Obviously there are a range of interesting memories of Rube Hargrave – including some told by our general manager but I will say no more on that – I also understand that she may have also upset at least one other elected rep in the region – but to me that would seem to indicate that she was doing her job and making her presence felt as a strong woman who was working for the betterment of our city. I do think that it was notable that Rube continued to retain an interest in wollongong’s local government affairs – offering quite strong opinions even up until as late as 1995.

Now Rube Hargrave also had the reputation amongst her family and friends of being an excellent cook and so I think of the story of her memorable reply when she was told that a woman’s place was in the kitchen, not representing the people of Wollongong – she replied that she was just as happy in the kitchen as on the council. A true woman of the 20th century.

Perhaps it was to be expected last year when her nephew John Chamberlain spoke so movingly in delivering the eulogy saying that Rube Hargrave had believed that she had been elected to represent every man, woman and child, no matter what race or religion. I think that in this Rube Hargrave has left us a legacy for the next 50 years , not only for women councillors, but for all councillors, a legacy that seems to sit very well with the charter which earlier this year that we as a city invited leaders from across our community to sign – the charter proudly proclaiming that Wollongong is a city of access and opportunity for all.”

When first elected in 1991, I had written to Rube saying how honoured I felt to be following in her footsteps. In reply, Rube wrote a typically very practical letter of advice on being a female alderman. So especially evocative for me, are the photos of Rube in Thirroul taken over a period of 60 years … A young woman, Rube in a 1930’s photo, (taken near my current home), in what is now Hamilton St Thirroul. Her home at the bottom of Bulli Pass, (near my previous home), since resumed in the 1950’s by the Department of Main Roads. At the opening of the first Thirroul Library in 1960 (wonderful to have that little library building in Thirroul in the 1960’s), and a frail Rube receiving an OAM in 1993.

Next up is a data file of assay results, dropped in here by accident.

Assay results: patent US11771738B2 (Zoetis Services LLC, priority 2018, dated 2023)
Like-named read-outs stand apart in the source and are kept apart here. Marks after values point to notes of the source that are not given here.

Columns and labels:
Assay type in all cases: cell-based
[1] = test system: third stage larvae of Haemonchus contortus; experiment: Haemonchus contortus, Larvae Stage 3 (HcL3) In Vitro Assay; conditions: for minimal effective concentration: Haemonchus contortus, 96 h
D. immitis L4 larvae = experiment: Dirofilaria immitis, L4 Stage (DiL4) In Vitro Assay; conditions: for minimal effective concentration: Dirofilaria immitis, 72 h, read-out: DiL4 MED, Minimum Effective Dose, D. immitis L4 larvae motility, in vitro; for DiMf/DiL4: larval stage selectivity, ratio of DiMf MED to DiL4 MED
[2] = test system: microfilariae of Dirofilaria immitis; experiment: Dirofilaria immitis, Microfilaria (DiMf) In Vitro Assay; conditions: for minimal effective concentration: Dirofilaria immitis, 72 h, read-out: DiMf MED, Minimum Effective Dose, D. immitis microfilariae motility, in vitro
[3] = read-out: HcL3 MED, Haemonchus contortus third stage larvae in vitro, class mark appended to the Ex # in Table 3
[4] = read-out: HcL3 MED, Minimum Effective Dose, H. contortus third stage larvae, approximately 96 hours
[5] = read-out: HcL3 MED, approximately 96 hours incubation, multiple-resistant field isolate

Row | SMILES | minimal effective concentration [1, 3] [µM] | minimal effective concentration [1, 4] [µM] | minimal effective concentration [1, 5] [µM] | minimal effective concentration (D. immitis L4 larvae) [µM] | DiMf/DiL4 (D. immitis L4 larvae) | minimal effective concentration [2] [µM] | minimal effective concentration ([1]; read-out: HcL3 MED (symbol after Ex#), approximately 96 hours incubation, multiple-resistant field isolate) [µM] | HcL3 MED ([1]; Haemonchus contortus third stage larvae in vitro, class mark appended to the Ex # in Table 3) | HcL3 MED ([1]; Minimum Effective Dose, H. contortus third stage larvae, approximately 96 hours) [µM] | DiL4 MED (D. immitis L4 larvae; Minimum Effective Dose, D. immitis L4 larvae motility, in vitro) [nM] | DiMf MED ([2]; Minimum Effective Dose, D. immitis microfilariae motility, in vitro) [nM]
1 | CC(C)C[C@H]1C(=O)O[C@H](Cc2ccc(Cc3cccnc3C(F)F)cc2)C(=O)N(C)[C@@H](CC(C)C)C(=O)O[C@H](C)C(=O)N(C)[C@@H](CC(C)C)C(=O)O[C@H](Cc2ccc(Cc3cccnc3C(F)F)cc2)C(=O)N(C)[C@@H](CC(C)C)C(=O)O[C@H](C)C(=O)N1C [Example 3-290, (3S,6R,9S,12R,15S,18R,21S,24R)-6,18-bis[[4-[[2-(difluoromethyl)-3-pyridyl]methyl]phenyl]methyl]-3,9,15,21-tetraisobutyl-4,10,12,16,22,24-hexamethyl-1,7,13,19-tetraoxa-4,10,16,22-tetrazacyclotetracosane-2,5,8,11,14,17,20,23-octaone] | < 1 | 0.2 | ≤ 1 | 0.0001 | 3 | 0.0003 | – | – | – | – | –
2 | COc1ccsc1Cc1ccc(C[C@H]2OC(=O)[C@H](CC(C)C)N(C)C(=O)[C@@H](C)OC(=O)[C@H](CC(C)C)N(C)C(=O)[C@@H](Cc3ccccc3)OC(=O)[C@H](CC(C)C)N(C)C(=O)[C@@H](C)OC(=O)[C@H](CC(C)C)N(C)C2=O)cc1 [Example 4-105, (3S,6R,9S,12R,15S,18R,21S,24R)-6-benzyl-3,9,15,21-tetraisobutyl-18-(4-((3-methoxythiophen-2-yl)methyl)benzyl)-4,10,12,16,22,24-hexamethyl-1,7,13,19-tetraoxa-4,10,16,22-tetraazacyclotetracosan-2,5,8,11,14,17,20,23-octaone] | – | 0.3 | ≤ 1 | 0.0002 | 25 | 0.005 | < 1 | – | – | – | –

Mick Roberts has also written of her involvement as a past patron of “Thirroul Red Cross, Bulli Kennel Club (more), Poultry Club, Coledale Surf Club (Woman’s Aux), CWA, Wollongong Civilian Widows, Fraternity Bowling Club, Crippled Children‘s Society, Bulli Agriculture Society, Bulli High School and the Woonona Girl Guides. She was a life member of the Local Government Women’s Association, foundation Soroptimist Club president, was an active member of the Professional and Business Woman’s Association, the Crippled Children Society, Sub normal Children’s Society and Chesalon Home for the Aged.

A life truly well lived.